PRACTICAL CHESS ENDGAME

*www.chessending.com*

07/09/2003

Editor: Brian Gosling

ALL RIGHTS RESERVED

Welcome to this active site. Each week I am going to present to you an endgame position for you to solve or to workout the best continuation. Computer analysis will also be considered. Some of these positions will come from actual historical games. Others will be composed endgame studies, but all the solutions will be relevant to the practical game. The new position will occur each SUNDAY and I will always be pleased to receive POSITIVE feedback about the positions and the analysis and I will try to acknowledge these where relevant.

Thanks to Antonio Senatore, Steven B. Dowd, Henryk Kalafut, Alexander Voyna and Gerard O'Reilly.
THIS WEEK

POSITION 299

White to play and WIN 

FORSYTH NOTATION

:1n5k/4q3/6K1/3p2p1/8/6p1/1p1Q4/5n1r w - - 0 1:

> > Cumulative competition


LAST WEEK, POSITION 298

Daniel Yanofsky, (1925-2000). 

Canadian International Grandmaster. He first came to the attention of the Chess World at the 1939 Olympiad when still as a teenager. He made the highest percentage score at board two (+12=3-1). His play at this event made a deep impression on Alekhine. In the next forty years he played for his national team many times. He won the Canadian Championship on eight occasions. In 1953 he won the British Championship and came equal first at Hastings.

 

Uhlmann vs Yanofsky 

Tel Aviv Olympiad, 1964

Black to play and WIN 

  

FORSYTH NOTATION

:8/6bk/1B1R4/6p1/2bNP3/4KP2/1r6/8 b - - 0 1: 

Although White is a pawn up his King is caught in a precarious position in the centre of the board. White is forced to lose the exchange in order to avoid being mated. The basic ending is easily lost for White after the fall of the f-pawn.

1... Be5!

Threatening mate on f4 and hitting the Rook. A classic double attack. White's reply is forced:

2.Rd7+ Kg6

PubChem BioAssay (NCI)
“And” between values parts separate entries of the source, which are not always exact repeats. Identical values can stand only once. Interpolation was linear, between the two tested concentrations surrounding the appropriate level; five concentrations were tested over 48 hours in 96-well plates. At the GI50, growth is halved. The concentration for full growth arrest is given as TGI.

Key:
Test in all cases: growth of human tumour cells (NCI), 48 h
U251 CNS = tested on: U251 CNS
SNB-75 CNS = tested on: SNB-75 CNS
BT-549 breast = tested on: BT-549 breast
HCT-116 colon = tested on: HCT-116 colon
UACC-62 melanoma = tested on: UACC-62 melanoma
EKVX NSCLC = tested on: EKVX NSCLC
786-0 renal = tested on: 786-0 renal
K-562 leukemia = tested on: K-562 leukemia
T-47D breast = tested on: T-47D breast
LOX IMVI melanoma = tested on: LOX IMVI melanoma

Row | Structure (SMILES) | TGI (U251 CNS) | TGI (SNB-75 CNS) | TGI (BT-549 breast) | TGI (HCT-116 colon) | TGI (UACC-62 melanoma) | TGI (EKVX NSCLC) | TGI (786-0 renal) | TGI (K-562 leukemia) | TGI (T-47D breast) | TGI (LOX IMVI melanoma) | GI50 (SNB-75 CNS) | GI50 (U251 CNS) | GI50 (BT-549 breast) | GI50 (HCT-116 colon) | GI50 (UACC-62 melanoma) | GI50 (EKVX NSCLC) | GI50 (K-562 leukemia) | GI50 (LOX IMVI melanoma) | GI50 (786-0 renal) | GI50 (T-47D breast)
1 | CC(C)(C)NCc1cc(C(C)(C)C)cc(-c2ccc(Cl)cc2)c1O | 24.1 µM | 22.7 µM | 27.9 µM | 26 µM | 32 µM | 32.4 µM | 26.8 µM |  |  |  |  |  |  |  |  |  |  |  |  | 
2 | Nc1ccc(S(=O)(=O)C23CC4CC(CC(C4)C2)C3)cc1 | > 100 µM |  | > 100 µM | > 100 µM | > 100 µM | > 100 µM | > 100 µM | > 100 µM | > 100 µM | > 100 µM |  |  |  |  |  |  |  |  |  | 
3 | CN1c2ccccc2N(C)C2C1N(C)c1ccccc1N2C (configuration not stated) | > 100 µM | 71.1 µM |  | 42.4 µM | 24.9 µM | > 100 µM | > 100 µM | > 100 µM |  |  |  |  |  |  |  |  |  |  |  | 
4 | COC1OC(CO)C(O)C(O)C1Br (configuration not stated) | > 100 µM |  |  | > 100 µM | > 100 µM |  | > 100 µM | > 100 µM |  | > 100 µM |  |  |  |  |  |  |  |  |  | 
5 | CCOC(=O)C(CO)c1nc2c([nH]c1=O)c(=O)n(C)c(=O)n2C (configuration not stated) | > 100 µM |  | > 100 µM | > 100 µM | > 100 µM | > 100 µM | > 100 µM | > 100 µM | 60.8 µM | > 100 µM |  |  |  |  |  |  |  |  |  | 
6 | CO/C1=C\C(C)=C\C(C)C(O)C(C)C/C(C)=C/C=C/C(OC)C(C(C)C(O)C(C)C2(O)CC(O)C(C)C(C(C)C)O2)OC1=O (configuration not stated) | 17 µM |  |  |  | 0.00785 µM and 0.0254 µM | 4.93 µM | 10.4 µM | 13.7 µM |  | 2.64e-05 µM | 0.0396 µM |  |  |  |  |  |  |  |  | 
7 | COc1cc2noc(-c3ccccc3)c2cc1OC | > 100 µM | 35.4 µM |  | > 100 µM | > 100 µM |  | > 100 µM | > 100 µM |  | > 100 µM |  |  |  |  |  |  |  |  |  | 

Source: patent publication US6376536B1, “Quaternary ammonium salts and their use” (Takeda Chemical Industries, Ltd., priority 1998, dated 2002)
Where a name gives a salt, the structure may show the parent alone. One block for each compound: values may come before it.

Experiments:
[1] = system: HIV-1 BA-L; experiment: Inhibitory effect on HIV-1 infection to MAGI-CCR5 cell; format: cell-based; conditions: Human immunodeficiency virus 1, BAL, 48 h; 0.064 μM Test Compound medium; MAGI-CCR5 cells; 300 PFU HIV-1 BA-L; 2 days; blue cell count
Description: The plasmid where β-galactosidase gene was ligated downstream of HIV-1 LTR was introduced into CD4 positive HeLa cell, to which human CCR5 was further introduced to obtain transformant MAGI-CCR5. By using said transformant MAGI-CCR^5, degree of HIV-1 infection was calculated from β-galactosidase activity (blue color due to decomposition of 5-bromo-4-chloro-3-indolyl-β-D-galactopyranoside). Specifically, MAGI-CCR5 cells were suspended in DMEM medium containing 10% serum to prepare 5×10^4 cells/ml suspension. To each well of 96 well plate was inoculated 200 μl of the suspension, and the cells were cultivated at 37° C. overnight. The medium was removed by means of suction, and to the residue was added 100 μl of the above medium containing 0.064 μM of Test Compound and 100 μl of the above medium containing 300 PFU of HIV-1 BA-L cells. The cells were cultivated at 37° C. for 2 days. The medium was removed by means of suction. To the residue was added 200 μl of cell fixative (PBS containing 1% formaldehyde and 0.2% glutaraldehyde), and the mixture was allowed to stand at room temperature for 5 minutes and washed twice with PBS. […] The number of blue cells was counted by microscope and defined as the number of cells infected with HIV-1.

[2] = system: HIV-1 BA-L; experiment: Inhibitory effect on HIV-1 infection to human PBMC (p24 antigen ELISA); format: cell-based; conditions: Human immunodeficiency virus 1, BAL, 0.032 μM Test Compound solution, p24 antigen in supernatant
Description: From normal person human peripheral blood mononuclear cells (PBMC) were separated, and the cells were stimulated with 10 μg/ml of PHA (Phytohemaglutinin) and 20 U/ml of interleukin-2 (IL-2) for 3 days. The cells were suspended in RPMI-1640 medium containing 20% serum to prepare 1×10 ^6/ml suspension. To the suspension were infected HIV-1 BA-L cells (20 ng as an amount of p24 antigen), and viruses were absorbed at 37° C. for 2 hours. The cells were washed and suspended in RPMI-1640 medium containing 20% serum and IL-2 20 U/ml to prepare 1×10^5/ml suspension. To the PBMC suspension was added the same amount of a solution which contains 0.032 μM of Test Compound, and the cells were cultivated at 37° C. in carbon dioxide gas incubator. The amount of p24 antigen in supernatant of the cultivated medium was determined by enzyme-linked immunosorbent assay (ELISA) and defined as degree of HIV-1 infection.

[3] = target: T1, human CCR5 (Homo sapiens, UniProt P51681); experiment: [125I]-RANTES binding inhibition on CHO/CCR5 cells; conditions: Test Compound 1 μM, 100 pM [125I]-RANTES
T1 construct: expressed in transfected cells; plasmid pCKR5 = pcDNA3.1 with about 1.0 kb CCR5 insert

2...Kh6? 3.Nf5+ Kg6 4.Rd6+ Bxd6 5.Nxd6 Rxb6 6.Nxc4 and White has drawing chances;

3.Bc7 ...

White has coped with the immediate threat but the forced capture on d4 leads to the loss of the exchange.

3... Bxd4+!

4.Kxd4 ...

4.Rxd4?? Re2 mate;

4... Rd2+

Black wins the exchange and soon the f-pawn will fall.

5.Kxc4 Rxd7

Because the Bishop is attacked White has no time to defend the f-pawn.

6.Bb6 ...

6.Be5 Rf7 7.Kd3 Rxf3+ 8.Ke2 g4 9.Bc7 Kg5 10.Bd6 Rb3 11.e5 Kf5 12.Bc7 g3 13.e6 Kxe6 14.Kf1 Kf5 15.Kg2 Kg4 -+;

6... Rf7

7.Kd5 ...

7.f4 gxf4 8.Bf2 Rd7 9.Kc3 Kf6 10.Bd4+ Ke6 11.e5 f3 12.Bf2 Kxe5 -+;

7.Kd3 Rxf3+ 8.Ke2 g4 9.Bd4 Rb3 10.Kf2 Kg5! -+;

7... Rxf3

In endings of this type R+P v B+P with the pawns being passed is usually won for the stronger side provided his pawn is not blockaded. Here the e-pawn is not a threat and the White King is too far away to help with a blockade of the g-pawn which will advance quickly.

8.e5 g4

9.Ke6 Rf1

10.Kd7 Rd1+

11.Ke7 Kf5

White Resigns.

Gens Una Sumas. 
Antonio Senatore,
Henryk Kalafut and Alexander Voyna win in August.

> > Cumulative competition


  COMPETITIONS for 2003

1. Cumulative 2003 Prizes: 1st £100 or equivalent, 2nd £50, 3rd £30; 4th £20. (Total Prize Money=£200) Entries limited to 20 solvers. This event will run from 5/1/2003 to 22/12/2003 with a recess in July. Present rules apply but note the prizes will go to those participants who climb the ladder the greatest number of times during the year. The relative position of the solver's name on the ladder will decide the allocation of prizes.


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